There are recurrent questions I see all the time on different personal finance blog site, how should I allocate my expenses in percentage of my income? Where should I allocate my expenses? What are the usual categories I should allocate my budget to?
In a blog post publish in 2014 on the Budget Express site (In French), Dominique Lamy presented a list of the most considerable budgeted expenses in relation to your revenue. In 2016, those percentages have not changed (see the chart below).
The percentage can vary from one budget to another. There are factors that can influence those variations like your age group, where you live, your revenue, the style of life you are looking for, etc.
10 Actions You Need to Perform Before Deploying Your Personal Finance Software Program for The First Time
Before deploying any personal finance or budget software program, you need to prepare.
There is nothing more frustrating than being in front of your computer and not really knowing what to do. And improvising won’t get you anywhere.
The best thing to do is to prepare in advance. Here are 10 actions you need to perform to be ready and do your budget in less than 20 minutes.
1 – List the Bank Accounts You Use in Your Daily Lives
- What is the balance of those accounts
- Do I use a debit card
- Do I transfer money from one account to another
- Do these accounts generate interests, etc.
2 – Identify Your Credit Cards
- What are the credit cards balance
- Have I set prepayment on those cards
- When do I pay those cards
- What are your credit limits
- What is my interest rate, etc.
3 – Identify Your Sources of Revenues
- List all your revenue sources
- Fixed revenues : paycheque
- Variable sources : bonuses, expense reimbursements, rentals, dividends, garage sales, taxes, etc.
- What is the frequency of those revenues: weekly, every two weeks, twice a month, etc.
- In which account are those revenues deposited?
- Consider all possible changes that can occur, like wage increases, overtime work, etc.
1. You Need to Know What Your Expenses Are
The most important reason for making a budget is to identify exactly where your money goes. Knowing how much you spend on groceries, clothes and even insurance can help you understand why there never is as much money at the end of the month as you thought you should have.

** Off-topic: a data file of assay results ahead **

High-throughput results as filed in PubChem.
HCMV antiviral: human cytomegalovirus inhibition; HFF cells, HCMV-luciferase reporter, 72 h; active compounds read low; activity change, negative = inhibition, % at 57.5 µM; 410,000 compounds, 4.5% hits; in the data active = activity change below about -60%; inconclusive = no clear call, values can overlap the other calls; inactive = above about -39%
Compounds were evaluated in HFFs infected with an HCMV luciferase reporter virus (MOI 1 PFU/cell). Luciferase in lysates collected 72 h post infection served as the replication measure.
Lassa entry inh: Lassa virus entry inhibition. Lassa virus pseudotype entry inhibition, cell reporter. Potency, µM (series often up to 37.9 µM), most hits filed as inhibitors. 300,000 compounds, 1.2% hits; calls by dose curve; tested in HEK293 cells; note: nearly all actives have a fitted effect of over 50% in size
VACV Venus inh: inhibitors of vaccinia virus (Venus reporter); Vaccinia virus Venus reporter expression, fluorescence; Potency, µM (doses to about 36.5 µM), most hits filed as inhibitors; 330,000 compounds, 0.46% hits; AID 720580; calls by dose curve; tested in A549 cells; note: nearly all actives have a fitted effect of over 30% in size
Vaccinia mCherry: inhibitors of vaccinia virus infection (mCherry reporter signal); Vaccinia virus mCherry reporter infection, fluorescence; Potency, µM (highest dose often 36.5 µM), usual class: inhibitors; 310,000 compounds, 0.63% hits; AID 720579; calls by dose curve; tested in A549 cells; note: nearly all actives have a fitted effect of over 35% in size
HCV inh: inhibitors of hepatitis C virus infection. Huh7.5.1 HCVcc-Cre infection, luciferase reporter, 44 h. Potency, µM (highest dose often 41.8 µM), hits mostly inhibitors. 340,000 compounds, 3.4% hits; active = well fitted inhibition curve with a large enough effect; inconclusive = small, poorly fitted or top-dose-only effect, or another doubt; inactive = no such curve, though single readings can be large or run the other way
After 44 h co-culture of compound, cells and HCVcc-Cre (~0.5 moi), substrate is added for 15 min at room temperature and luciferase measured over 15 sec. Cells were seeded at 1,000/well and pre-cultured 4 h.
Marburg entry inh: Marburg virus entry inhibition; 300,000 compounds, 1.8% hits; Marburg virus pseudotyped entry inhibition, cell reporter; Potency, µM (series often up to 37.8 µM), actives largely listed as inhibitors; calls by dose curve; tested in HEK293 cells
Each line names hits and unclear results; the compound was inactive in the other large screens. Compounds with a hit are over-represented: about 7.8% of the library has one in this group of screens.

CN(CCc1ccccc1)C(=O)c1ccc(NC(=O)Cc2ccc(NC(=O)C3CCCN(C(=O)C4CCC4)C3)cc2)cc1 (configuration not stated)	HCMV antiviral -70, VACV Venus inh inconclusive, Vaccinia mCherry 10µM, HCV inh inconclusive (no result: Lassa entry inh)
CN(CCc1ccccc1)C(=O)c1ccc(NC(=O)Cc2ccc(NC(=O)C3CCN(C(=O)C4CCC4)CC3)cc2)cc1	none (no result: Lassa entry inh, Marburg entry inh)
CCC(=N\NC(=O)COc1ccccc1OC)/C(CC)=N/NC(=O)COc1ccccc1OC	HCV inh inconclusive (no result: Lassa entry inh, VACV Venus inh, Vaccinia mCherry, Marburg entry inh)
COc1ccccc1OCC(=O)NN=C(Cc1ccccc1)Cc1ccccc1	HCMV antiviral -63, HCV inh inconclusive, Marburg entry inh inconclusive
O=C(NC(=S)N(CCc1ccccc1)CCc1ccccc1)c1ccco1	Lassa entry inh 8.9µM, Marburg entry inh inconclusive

When you know how much you spend on each item, figuring out where money is wasted and keeping spending under control are a lot simpler.
Plan for Short-term Needs
We all should have long-term objectives (see point #3). But before you plan for those, you must take care of subsistence expenses, like housing, food and transportation. That’s why short-term planning is so important : you need to plan for everyday projects that makes life better for you and your family, such as repairs on the house or sending kids to a better school.
Plan Your Long-term Projects
We all have dreams: a trip abroad, a better car, early retirement. This is the fun part of making a budget. It’s essential to identify projects and budget to achieve those goals. To do so, placing your money at the right place and letting it work for you is essential (see point #4). Read more
I decided to add an older blog post because it’s still an important issue for Budget Express, I received lots of questions about this feature. It’s one of the feature that differentiate Budget Express from other personal finance software. Budget Express will never ask you to connect directly to your bank account within the software, we prefer you get the information from your bank to the software manually, it’s a security question.
You can check your transactions in Budget Express by comparing them with those of your bank statements and make appropriate corrections manually. However, there is a much faster way to achieve this: the bank reconciliation.
This Budget Express option allows you to import a transaction file provided by your bank (usually generated from the online bank services). Thanks to this file, you will be able to associate your actual operations to those that were planned in a few clicks. Read more
It’s been a long time that I’ve been reflecting… alas, I’m writing my first post to share my findings and discoveries on personal finance. I will certainly have the occasion to write regularly on the subject.
For this first time round, I want to harken back to something extremely important: savings. There’s a rule in personal financial planning that says we should systematically save about 10% of our net income right away, yes, yes, you’ve read correctly, now, today!). Read more